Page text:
A federal judge ruled that Iowa's "ag-gag law," prohibiting surreptitious investigation of animal abuse, is unconstitutional.
Judge James Gritzner struck the law, which was enacted in 2012 to keep reporters and activists from going into animal facilities and reporting abuse. He said people have a First Amendment right to report what is going on inside such places as pig farms, chicken ranches, and slaughterhouses.
The decision in Animal Legal Defense Fund v. Reynolds is not the first to invalidate an ag-gag law. It's part of a trend of legal decisions across the country.
The Animal Legal Defense Fund and other groups challenged Iowa's law in 2017. The law criminalized "agricultural product facility fraud," which involves entering a facility "by false pretenses."
In court, government attorneys defended the statute by saying that it punishes conduct and that false statements are not protected by the First Amendment. The trial judge disagreed, and cited grizzly examples of animal abuse revealed in undercover investigations.
In one case, Gritzner said, undercover investigators reported workers "hurling small piglets onto a concrete floor." Another investigation documented mistreatment of hens and chicks, he said.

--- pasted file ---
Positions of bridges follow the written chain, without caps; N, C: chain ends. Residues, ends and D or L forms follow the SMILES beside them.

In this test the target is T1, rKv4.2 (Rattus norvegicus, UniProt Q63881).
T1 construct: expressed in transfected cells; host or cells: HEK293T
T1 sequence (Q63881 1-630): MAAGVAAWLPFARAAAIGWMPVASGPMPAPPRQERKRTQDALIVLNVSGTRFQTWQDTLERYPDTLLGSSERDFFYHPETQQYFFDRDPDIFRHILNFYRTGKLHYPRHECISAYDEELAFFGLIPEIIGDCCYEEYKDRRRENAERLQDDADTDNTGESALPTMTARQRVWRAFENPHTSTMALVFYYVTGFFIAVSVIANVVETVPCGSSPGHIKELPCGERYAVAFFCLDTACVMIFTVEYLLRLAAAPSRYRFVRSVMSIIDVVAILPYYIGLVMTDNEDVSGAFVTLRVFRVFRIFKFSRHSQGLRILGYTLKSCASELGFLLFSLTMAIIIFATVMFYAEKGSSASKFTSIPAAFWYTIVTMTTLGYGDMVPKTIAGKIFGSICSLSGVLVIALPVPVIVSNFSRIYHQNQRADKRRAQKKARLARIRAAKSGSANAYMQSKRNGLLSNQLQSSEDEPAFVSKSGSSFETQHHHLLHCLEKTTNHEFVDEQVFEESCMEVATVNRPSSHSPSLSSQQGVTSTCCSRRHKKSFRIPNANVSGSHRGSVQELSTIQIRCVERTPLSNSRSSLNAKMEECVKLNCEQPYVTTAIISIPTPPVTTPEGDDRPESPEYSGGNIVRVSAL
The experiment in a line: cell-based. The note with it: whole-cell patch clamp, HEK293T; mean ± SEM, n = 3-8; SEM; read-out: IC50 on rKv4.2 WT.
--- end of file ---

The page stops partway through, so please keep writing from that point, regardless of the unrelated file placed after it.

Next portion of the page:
The judge said another report exposed workers "beating pigs with metal rods, sticking clothespins into pigs' eyes and faces, and a supervisor kicking a young pig in the face, abdomen, and genitals to make her move."
Idaho to North Carolina
In Idaho last year, the Animal Legal Defense Fund helped cut back an ag-gag law. In that case, the U.S. Ninth Circuit Court of Appeals said the law was "staggeringly overbroad."
Later, the Fourth Circuit revived a lawsuit against North Carolina's ag-gag law. The court recognized the chilling effect on the First Amendment, and said the plaintiffs showed a credible threat of injury to pursue their case.